Bronze birch borer
Click for larger image Adult bronze birch borer (Coleoptera) and D-shaped emergence hole on paper birch (Betula spp.). S. Katovich, USFS,

The bronze birch borer, Agrilus anxius, is a beetle that is native to North America. It can be a serious pest of forest and shade trees, particularly several species of birch. The varieties most commonly attacked are the paper birch Betula papyrifera, the European white birch B. pendula, and the gray birch B. populifolia. Injury is due to larval feeding tunnels under the bark which girdle the trunk or branch of the tree. Generally, the most susceptible trees are those weakened by disease, age, defoliation, adverse weather conditions, or previous borer infestations. Healthy, young trees are rarely attacked.

Symptoms and Diagnosis

Early symptoms of borers include chlorotic ("yellowing") leaves, sparse foliage, and browning tips of the upper branches. Infestations and dieback usually start at the top of the tree and work downward. Infested branches often are somewhat swollen and brown, with ridges appearing around the smaller ones. Branches die because of the girdling effect of the larval feeding tunnels. These winding, irregular tunnels ("galleries") under the bark interrupt the flow of water and nutrients through the damaged area. They are also packed with sawdust left over from feeding. Slender white grub-like larvae about 3/4 inch long may be found in the tunnels. External signs of these hidden feeding tunnels are conspicuous scarred areas or zigzag ridges caused by the healing process in infested trees. A definite sign of adult borers is the distinctive D-shaped escape holes (1/8 inch diameter) that they chew through the bark as they emerge in late spring.

Life Cycle

In early spring, when tree sap begins to flow, overwintering larvae begin to feed and migrate close to the surface of the bark. There they pupate, mature into adults, and emerge through the bark (making the distinctive D-shaped holes). Adult emergence in Missouri is typically in late spring and lasts for six weeks. Adults are a metallic green-bronze color, about 1/2 inch long, and have a blunt head. After emergence they feed on leaves (with no significant damage), mate, and lay eggs under bark flaps or in cracks in the trunk or branches. Newly hatched larvae then bore into the bark and begin feeding.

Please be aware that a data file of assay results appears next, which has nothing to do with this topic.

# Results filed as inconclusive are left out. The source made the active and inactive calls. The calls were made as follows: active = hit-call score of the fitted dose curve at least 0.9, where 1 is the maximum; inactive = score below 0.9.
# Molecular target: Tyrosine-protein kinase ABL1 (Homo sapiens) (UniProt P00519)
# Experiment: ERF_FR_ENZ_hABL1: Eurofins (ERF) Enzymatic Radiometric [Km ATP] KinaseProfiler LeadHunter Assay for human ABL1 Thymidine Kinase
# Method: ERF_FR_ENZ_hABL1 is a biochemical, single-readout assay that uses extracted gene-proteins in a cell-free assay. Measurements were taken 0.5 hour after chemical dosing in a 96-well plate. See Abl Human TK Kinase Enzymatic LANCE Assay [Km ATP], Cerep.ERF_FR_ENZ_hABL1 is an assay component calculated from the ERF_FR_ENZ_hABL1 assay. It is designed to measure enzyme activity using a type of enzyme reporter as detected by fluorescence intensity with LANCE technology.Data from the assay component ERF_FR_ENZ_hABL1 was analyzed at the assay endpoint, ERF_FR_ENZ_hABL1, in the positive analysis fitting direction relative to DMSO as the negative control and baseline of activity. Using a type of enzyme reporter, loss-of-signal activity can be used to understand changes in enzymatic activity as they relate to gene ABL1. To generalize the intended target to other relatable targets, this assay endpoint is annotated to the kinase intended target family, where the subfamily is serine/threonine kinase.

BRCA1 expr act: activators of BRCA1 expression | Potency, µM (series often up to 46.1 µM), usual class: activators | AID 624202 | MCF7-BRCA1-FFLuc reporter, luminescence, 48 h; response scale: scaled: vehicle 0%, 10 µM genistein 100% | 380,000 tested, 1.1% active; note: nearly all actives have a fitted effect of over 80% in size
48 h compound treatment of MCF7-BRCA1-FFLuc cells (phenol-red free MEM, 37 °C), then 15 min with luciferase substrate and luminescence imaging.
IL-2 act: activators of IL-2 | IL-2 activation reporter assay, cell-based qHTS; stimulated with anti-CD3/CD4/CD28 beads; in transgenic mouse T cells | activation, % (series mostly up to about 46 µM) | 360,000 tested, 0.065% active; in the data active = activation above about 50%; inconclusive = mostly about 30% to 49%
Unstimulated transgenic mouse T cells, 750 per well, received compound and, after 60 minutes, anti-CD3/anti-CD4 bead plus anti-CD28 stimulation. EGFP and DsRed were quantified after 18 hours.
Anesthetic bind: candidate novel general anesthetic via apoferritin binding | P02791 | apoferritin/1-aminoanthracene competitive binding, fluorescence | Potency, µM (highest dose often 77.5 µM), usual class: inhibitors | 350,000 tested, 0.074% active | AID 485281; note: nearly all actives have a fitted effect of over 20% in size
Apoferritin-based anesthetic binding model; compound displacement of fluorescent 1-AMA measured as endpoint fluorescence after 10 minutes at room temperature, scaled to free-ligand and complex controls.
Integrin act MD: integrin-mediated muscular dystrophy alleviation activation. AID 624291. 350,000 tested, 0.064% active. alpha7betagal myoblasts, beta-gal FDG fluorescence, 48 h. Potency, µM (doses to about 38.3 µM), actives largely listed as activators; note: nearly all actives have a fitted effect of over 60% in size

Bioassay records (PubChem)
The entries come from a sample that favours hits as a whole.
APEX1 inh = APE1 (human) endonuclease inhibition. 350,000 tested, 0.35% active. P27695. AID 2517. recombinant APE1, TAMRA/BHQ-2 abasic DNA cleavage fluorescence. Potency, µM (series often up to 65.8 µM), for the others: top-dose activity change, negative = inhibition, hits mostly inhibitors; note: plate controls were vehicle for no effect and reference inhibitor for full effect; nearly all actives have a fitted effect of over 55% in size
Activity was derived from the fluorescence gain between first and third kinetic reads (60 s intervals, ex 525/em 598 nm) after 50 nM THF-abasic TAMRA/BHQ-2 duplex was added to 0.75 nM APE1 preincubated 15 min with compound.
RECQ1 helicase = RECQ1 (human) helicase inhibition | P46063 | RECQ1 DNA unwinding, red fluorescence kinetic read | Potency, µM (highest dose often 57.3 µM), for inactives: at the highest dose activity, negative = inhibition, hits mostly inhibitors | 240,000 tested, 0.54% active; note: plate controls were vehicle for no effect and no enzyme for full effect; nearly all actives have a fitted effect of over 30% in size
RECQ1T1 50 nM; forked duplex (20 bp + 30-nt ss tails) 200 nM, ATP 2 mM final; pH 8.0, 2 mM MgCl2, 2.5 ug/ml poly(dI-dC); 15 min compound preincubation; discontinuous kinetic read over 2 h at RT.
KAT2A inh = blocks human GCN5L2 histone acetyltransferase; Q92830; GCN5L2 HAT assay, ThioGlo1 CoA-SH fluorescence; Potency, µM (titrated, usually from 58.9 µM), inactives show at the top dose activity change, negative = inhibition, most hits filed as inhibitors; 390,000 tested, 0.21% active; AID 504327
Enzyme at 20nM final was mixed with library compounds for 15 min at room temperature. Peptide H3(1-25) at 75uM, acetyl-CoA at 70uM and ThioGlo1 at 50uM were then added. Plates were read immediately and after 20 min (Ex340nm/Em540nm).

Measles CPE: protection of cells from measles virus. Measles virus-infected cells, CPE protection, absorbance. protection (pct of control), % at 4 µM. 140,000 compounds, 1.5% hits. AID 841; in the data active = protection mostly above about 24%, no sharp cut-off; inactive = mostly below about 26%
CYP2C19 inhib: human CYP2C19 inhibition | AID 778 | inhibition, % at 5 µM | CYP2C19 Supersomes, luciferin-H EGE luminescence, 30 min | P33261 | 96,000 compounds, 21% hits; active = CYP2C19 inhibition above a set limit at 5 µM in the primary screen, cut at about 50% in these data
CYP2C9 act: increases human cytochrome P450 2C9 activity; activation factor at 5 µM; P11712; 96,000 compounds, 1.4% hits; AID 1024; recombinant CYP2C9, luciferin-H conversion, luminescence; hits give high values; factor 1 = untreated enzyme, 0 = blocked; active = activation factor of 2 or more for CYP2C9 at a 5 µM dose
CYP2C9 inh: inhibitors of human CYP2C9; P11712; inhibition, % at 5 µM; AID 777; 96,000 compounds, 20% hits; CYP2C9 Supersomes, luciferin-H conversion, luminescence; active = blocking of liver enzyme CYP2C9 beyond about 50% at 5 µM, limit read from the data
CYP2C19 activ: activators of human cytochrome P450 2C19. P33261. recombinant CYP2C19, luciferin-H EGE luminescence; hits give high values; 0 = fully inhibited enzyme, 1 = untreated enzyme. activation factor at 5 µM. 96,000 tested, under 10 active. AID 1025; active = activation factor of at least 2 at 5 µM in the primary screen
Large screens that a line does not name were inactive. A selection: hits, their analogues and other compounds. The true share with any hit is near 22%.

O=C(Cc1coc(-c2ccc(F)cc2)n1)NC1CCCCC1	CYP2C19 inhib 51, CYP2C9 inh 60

The light colored larvae are long and flattened. They appear to have a wide head but really have an enlarged segment just behind a tiny head. Two dark spines on the very end of the last body segment are another distinguishing feature. Larvae feed and make galleries under the bark until winter and generally require two years to complete a life cycle.

Integrated Pest Management Strategies

1. Maintain plant vigor. Proper care and maintenance of birch trees decreases the likelihood of infestation. Sickly or weakened trees are more likely to be attacked by borers so keep trees growing vigorously with adequate water and fertilizer. In healthy trees the sap flow can act as a defense and drown borers as the sap fills holes bored by the larvae.

2. Prune infested branches. Prune branches known to be infested with larvae in early spring (best if done before April 1). Prunings should be properly disposed of well away from the infested tree.

3. Apply insecticides. Pesticides registered for use include: acephate (Orthene), azadirachtin (Bio Neem, Margosan-O), bendiocarb (Turcam, Closure), chlorphyrifos, imidacloprid (Merit, Marathon), and permethrin. Apply to the shoots and bark to kill adults and newly hatched larvae before they bore into the bark. Adults do not feed significantly on the leaves so it is not necessary to treat the foliage. Timing of insecticide applications is important because once the larvae bore into the bark they are out of reach of insecticides. First insecticide application should be when adults appear (look for the D-shaped holes) in early to mid-May. Frequently it is time to apply insecticides when bridal wreath (Spiraea x vanhouttei) finishes blooming. Some insecticides will need repeat applications so follow the label recommendations.

4. Plant resistant varieties. Replace borer-susceptible birches with river birch, B. nigra, the most borerresistant birch. 'Heritage' is a light bark cultivar that will do well in hot climates.

Organic Strategies

Strategies 1, 2, and 4 are strictly organic approaches.

More images:

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Adult bronze birch borer (Coleoptera) and D-shaped emergence holes on birch (Betula spp.). S. Katovich, USFS,
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Bronze birch borer adult found on birch (Betula spp.). PA DCNR-Forestry Archive,
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Infestations of bronze birch borers (Coleoptera) cause dieback, usually starting at the top of the tree and work downward; the European white birch (Betula pendula) is a favorite host.
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Dieback, as shown on this European white birch (Betula pendula) is a common symptom of damage from the bronze birch borer (Coleoptera)